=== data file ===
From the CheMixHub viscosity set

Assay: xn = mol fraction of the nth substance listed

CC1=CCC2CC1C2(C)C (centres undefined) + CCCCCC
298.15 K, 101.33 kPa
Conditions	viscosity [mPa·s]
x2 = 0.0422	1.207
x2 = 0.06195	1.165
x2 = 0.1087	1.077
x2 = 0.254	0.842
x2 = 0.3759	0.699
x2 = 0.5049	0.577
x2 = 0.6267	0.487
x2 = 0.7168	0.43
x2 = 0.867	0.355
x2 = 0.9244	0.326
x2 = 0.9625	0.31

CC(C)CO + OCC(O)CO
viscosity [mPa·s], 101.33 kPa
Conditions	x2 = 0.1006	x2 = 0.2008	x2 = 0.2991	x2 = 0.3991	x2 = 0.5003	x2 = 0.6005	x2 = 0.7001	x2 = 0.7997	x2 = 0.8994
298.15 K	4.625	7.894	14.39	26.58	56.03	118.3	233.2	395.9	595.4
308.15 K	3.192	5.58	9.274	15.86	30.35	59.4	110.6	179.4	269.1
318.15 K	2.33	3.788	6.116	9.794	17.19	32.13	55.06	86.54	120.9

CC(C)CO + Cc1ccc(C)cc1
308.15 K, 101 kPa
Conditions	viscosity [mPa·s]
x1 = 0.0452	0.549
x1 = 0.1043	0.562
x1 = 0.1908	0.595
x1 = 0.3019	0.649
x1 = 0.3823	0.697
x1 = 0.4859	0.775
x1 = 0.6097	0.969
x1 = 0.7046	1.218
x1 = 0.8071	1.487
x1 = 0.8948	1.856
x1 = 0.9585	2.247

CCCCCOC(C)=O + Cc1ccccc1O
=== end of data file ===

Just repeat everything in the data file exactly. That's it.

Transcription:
From the CheMixHub viscosity set

Assay: xn = mol fraction of the nth substance listed

CC1=CCC2CC1C2(C)C (centres undefined) + CCCCCC
298.15 K, 101.33 kPa
Conditions	viscosity [mPa·s]
x2 = 0.0422	1.207
x2 = 0.06195	1.165
x2 = 0.1087	1.077
x2 = 0.254	0.842
x2 = 0.3759	0.699
x2 = 0.5049	0.577
x2 = 0.6267	0.487
x2 = 0.7168	0.43
x2 = 0.867	0.355
x2 = 0.9244	0.326
x2 = 0.9625	0.31

CC(C)CO + OCC(O)CO
viscosity [mPa·s], 101.33 kPa
Conditions	x2 = 0.1006	x2 = 0.2008	x2 = 0.2991	x2 = 0.3991	x2 = 0.5003	x2 = 0.6005	x2 = 0.7001	x2 = 0.7997	x2 = 0.8994
298.15 K	4.625	7.894	14.39	26.58	56.03	118.3	233.2	395.9	595.4
308.15 K	3.192	5.58	9.274	15.86	30.35	59.4	110.6	179.4	269.1
318.15 K	2.33	3.788	6.116	9.794	17.19	32.13	55.06	86.54	120.9

CC(C)CO + Cc1ccc(C)cc1
308.15 K, 101 kPa
Conditions	viscosity [mPa·s]
x1 = 0.0452	0.549
x1 = 0.1043	0.562
x1 = 0.1908	0.595
x1 = 0.3019	0.649
x1 = 0.3823	0.697
x1 = 0.4859	0.775
x1 = 0.6097	0.969
x1 = 0.7046	1.218
x1 = 0.8071	1.487
x1 = 0.8948	1.856
x1 = 0.9585	2.247

CCCCCOC(C)=O + Cc1ccccc1O